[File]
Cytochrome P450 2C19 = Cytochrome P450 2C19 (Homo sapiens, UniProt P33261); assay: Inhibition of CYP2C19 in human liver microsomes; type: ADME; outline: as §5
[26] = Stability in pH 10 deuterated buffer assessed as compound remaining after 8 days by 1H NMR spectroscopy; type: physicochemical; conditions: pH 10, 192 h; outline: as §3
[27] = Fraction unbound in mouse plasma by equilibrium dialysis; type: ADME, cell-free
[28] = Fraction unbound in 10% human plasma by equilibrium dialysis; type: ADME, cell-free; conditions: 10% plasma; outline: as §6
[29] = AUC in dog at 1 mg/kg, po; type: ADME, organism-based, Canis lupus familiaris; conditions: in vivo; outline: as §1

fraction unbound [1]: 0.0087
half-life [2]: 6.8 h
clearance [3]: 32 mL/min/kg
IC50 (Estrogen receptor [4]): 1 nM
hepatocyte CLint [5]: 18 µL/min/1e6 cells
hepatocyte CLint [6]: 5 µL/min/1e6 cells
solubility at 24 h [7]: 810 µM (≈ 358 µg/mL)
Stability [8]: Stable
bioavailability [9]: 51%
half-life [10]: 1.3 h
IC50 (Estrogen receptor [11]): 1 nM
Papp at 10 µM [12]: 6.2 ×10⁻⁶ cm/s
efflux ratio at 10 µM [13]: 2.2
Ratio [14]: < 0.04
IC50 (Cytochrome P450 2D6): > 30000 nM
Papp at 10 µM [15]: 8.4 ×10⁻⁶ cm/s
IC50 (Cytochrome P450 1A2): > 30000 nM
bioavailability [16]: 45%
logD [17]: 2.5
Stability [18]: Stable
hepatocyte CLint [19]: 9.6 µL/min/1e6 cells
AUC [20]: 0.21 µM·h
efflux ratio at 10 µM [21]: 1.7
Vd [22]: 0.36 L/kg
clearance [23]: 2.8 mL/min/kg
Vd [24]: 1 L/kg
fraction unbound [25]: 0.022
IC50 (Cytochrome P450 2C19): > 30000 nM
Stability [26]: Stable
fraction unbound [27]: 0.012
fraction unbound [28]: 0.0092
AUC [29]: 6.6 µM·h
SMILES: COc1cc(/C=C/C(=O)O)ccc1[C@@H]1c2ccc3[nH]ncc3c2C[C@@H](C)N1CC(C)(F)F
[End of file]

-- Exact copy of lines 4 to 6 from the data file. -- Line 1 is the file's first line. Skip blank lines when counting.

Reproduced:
[28] = Fraction unbound in 10% human plasma by equilibrium dialysis; type: ADME, cell-free; conditions: 10% plasma; outline: as §6
[29] = AUC in dog at 1 mg/kg, po; type: ADME, organism-based, Canis lupus familiaris; conditions: in vivo; outline: as §1

fraction unbound [1]: 0.0087